Gnostic Doctrine

Thursday, 21 February 2019

Simon Magus was not a Wicked Man Acts 8:24

Simon The Great One, Simon the Sorcerer or Simon the Magician,

A Sorcerer in the city of Samaria who so amazed the nation with his magical arts that the people said of him: “Everyone, from the least to the greatest, often spoke of him as “the Great One—the Power of God.” (Acts 8:10 New Living Translation compare Berean Study Bible)

In Acts 8:9-13 he is represented as having been held in awe by the Samaritans as the manifestation of the hidden power of God, and as being called by them "The Great One."

The early Christian Clementine "Recognitiones" (vii.-x.) represent Simon as a Jewish magician instead of a Samaritan, stating that he was a member of a Jewish household in Cæsarea, and that, when pursued by Peter, he fled to Judea. Mention is made, moreover, of a magician named Simon who lived in this very city of Cæsarea about the year 40 of the common era (Josephus, "Ant." xx. 7, § 2); so that some scholars consider the two to be identical (Hilgenfeld, "Ketzergeschichte," p. 170; Albert, "Die Ersten Fünfzehn Jahre der Christlichen Kirche," p. 114, Münster, 1900; Waitz, in "Zeitschrift für Neutestamentliche Wissenschaft," v. 128). (Jewish encyclopedia)

Because of Philip’s ministry, Simon “became a believer” and was baptized.

But to what extent was Simon really converted to the Truth (Acts 8:18-21)? His old way of life reasserted itself. Why? Because he reacted to the miracles rather than the Word. He acted in much the same way as those whom he had previously deceived! Which means that his "conversion" was not complete.

When the apostles became aware of the increase that was taking place in Samaria, they sent Peter and John there. Upon arriving, the two apostles laid their hands on the new disciples, whereupon each one received the holy spirit. When Simon saw this, he was fascinated. “Give me also this authority,” he told the apostles, “that anyone upon whom I lay my hands may receive holy spirit.” Simon even offered them money, hoping to buy this sacred privilege!—Acts 8:14-19

Simon decided to make a profession of true religion. His motivation was open to question. It is possible for men and women to profess an acceptance of the Truth, but without possessing a genuine motive.

Peter strongly reproved Simon, telling him that his heart was not right in God’s sight and urging him to repent and pray for forgiveness. In response, Simon asked these apostles to pray to the Lord on his behalf.—Acts 8:9-24.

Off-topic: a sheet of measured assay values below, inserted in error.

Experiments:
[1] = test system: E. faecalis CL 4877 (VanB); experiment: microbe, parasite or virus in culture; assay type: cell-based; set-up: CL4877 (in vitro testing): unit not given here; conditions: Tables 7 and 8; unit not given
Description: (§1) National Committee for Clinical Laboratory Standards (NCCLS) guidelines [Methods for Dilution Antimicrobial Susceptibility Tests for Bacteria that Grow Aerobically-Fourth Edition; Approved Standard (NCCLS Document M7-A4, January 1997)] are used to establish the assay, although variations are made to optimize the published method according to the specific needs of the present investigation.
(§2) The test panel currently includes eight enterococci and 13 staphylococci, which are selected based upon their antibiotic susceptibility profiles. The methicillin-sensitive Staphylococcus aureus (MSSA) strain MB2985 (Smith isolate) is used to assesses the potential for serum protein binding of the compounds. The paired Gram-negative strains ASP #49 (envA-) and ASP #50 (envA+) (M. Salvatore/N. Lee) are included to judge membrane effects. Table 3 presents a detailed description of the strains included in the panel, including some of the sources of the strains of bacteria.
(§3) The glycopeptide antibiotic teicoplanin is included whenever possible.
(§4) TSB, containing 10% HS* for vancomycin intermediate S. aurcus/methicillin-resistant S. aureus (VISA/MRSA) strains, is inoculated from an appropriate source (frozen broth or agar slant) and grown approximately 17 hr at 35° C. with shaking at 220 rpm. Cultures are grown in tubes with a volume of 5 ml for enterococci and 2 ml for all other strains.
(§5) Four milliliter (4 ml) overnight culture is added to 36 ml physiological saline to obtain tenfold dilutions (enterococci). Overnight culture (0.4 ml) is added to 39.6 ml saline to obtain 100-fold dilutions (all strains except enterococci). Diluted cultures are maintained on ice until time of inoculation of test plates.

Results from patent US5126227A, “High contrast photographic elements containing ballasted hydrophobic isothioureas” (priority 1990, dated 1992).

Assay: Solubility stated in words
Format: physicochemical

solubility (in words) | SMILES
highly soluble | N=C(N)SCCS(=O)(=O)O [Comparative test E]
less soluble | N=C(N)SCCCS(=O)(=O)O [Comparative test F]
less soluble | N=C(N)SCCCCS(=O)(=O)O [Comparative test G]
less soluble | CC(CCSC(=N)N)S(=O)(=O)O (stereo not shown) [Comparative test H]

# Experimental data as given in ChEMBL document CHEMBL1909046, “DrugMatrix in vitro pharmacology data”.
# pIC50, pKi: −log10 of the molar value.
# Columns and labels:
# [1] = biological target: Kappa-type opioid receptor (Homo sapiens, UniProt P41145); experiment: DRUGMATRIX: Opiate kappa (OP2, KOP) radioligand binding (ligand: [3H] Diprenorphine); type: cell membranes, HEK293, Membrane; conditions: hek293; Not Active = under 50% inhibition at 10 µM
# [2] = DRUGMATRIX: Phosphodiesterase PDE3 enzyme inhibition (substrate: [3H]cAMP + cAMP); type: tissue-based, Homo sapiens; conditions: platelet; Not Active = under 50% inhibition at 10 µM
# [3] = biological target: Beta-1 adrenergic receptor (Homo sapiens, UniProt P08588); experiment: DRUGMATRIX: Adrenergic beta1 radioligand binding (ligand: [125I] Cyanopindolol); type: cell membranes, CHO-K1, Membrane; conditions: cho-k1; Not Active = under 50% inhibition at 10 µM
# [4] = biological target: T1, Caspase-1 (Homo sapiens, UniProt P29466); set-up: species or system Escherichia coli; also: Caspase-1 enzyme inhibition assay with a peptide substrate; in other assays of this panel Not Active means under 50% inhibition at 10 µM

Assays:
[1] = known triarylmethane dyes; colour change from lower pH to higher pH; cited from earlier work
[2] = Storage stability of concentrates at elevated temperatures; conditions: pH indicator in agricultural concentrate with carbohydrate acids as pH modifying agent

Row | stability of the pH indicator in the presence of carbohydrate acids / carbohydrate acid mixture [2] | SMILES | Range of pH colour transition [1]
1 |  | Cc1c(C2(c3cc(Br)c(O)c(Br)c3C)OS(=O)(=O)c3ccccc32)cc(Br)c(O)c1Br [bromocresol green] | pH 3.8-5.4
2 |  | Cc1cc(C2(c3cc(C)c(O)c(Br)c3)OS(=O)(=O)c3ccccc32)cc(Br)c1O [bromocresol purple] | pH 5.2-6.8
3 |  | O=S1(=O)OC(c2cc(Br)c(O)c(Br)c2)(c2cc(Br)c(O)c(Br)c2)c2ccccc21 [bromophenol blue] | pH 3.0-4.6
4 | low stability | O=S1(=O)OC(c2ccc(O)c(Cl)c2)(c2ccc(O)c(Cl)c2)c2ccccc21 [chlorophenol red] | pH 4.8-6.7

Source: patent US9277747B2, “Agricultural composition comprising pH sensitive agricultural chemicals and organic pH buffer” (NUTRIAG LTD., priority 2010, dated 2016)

Repent, therefore, of this badness of yours,” Peter urged Simon, “and supplicate the Lord that, if possible, the device of your heart [“this scheme of yours,” New Jerusalem Bible] may be forgiven you; for I see you are a poisonous gall and a bond of unrighteousness.”—Acts 8:22, 23.

Happily, Simon saw the seriousness of his wrong desire. He begged the apostles: “You men, make supplication for me to the Lord that none of the things you have said may come upon me.” (Acts 8:24)

Undoubtedly, Simon was not a wicked man; he wanted to do what was right, but he was momentarily misguided. So he pleaded with the apostles: “Both of you pray to the Lord for me that none of the things you have said will happen to me.”—Acts 8:20-24.
Simon the sorcerer as an allegory
Simon the sorcerer is the ambition of the ego or the sin consciousness to possess the power of Spirit without paying the price through faith and love. The offer of money for spiritual power involves the thought of man's putting a price on the free gift of God.

The power of the Holy Spirit is obtained only by unselfish service; therefore one's own power and glorification have "neither part nor lot" in the spiritual realm, the kingdom of heaven.

The only way to loose the bonds of self-hood, to make the heart right toward God, is through repentance, Sincere prayer, and meditation, which transforms selfishness into unselfishness, the ego into the true self;.

Romans 12:2 Do not conform to the pattern of this world, but be transformed by the renewing of your mind. Then you will be able to test and approve what God's will is--his good, pleasing and perfect will.

Col 3:10 And have put on the new man, which is renewed in knowledge after the image of him that created him:

Tit 3:5 Not by works of righteousness which we have done, but according to his mercy he saved us, by the washing of regeneration, and renewing of the Holy Ghost;

1 comment:

  1. (Acts 8) 18 When Simon saw that the Spirit was given at the laying on of the apostles’ hands, he offered them money 19 and said, “Give me also this ability so that everyone on whom I lay my hands may receive the Holy Spirit.”
    20 Peter answered: “May your money perish with you, because you thought you could buy the gift of God with money! 21 You have no part or share in this ministry, because your heart is not right before God. 22 Repent of this wickedness and pray to the Lord in the hope that he may forgive you for having such a thought in your heart. 23 For I see that you are full of bitterness and captive to sin.”
    24 Then Simon answered, “Pray to the Lord for me so that nothing you have said may happen to me.”

    Simon was doing what he thought was right, he was in error and he was rebuked and we all know when a wise man is rebuked he learns from it, where as the fool does not.